Recently, I was reminded about Studebaker pacing the field at the 1962 Indianapolis Motor Speedway. I was there, so, I’d like to share what happened at the Speedway in May 1962.
First, here’s some background. The Studebaker Avanti was simultaneously introduced on April 26, 1962, at the New York International Automobile Show, a shareholders meeting, and at a press preview in South Bend, Indiana. Shortly thereafter, the company flew an Avanti prototype to 24 cities in 16 days to introduce Studebaker dealers to the new car. The first production Avanti was ready for delivery to dealers by June.
With these production realities in mind, the 1962 Studebaker Lark Daytona convertible became the “Official Pace Car” and the Avanti was the “Honorary Pace Car.” The Studebaker Lark was given a highly successful makeover for 1962 by Brooks Stevens and launched as the Lark Daytona available as a two-door hardtop and a convertible. The Lark Daytona was the first compact car to pace the Indy 500. The 4-bbl, dual-exhaust 225h.p, V-8 convertible, demonstrated credible performance pacing the race. Today, one of the two Daytona convertibles would be an ultimate collectible. One paced the race, and the other was the backup.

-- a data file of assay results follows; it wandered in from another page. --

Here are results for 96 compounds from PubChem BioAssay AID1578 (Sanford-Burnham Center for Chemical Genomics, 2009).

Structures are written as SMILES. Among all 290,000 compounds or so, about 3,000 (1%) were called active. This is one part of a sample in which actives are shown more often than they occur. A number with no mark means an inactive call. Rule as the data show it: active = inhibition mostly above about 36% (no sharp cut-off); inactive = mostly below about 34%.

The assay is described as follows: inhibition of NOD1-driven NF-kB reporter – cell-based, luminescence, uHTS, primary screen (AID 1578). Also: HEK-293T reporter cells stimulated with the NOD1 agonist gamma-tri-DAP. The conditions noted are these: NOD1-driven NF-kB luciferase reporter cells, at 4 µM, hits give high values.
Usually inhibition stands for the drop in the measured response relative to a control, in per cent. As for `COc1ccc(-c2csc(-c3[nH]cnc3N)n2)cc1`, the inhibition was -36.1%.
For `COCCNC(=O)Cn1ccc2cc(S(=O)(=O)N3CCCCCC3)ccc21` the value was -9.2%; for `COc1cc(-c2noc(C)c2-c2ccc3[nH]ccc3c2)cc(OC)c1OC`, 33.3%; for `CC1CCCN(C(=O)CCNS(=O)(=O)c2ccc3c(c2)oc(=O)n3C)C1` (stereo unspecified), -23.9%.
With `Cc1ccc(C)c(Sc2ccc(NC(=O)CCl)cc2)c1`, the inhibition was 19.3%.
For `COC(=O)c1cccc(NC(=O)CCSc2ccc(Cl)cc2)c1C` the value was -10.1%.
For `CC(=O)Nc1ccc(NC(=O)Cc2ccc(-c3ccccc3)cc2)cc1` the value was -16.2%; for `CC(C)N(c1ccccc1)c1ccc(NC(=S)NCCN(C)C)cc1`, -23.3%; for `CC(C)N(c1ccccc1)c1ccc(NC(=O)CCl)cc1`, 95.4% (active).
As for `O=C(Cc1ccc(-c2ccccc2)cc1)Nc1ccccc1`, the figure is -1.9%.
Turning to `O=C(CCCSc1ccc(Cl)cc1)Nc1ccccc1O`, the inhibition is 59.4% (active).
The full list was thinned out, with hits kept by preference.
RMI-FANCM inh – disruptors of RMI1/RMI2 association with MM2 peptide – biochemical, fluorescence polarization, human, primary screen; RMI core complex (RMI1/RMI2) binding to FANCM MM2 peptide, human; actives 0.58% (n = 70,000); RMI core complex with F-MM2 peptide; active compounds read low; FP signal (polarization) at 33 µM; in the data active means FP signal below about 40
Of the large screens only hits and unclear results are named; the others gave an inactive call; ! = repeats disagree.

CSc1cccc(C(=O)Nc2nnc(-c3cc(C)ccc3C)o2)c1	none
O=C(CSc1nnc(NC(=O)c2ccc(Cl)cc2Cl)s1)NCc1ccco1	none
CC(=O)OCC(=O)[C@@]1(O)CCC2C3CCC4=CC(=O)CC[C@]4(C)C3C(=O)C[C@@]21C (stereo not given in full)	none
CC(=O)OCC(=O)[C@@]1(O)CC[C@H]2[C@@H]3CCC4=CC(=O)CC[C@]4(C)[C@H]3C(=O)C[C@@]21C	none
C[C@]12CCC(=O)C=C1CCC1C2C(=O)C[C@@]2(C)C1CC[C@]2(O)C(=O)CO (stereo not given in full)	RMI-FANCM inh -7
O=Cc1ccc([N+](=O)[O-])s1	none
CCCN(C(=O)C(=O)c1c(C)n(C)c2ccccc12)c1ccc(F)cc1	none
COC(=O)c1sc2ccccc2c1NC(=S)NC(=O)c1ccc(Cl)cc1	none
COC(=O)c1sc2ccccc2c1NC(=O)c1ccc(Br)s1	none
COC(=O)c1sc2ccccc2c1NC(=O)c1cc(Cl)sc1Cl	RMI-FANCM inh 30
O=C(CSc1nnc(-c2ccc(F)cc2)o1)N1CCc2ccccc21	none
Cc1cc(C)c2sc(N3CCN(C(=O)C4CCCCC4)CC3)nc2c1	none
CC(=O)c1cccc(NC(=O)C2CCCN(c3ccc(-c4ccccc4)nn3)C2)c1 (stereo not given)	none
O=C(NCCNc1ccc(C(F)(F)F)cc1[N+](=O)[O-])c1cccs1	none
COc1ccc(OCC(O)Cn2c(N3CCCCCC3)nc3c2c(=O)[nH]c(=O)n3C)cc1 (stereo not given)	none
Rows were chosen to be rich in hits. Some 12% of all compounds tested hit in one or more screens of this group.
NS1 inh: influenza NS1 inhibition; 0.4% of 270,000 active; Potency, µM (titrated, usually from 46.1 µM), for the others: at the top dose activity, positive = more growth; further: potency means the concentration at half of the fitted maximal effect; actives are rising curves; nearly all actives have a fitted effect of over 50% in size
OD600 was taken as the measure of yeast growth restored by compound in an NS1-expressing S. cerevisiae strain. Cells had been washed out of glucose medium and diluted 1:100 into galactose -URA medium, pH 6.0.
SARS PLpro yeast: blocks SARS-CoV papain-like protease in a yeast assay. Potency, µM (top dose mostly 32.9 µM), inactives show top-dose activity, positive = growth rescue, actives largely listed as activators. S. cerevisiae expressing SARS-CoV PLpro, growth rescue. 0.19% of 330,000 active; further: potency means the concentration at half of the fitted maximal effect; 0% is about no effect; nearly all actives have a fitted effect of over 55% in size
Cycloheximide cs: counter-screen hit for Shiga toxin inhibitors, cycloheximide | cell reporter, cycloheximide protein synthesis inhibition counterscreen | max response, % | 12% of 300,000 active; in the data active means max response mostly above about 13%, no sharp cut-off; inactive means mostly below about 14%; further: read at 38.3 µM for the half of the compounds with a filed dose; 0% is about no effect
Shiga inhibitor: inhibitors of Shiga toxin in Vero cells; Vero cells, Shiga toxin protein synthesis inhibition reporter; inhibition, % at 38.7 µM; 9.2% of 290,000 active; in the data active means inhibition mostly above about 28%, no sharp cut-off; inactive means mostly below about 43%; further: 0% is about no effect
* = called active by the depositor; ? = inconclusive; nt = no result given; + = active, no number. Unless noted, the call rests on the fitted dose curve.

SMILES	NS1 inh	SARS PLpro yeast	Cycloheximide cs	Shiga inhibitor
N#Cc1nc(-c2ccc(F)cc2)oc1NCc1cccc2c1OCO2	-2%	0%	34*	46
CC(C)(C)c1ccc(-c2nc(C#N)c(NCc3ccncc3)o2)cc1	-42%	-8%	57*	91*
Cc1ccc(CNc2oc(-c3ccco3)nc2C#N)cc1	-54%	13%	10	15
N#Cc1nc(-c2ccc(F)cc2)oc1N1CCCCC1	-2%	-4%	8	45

What a sensation! I can remember the Avanti being demonstrated during the on-track festivities on Pole Day in May 1962. There was a great deal of chatter up and down pit lane as the Avanti drove around the track fulfilling its honorary role. I’ve also seen publicity photos of the Avanti with Studebaker officials behind Tower Terrace at the track.
Rodger Ward, winner of the 1962 Indianapolis 500, received a Studebaker Avanti as part of his prize package, “thus becoming the first private owner of an Avanti.”
So, that’s the story of Studebaker pacing the field in 1962.
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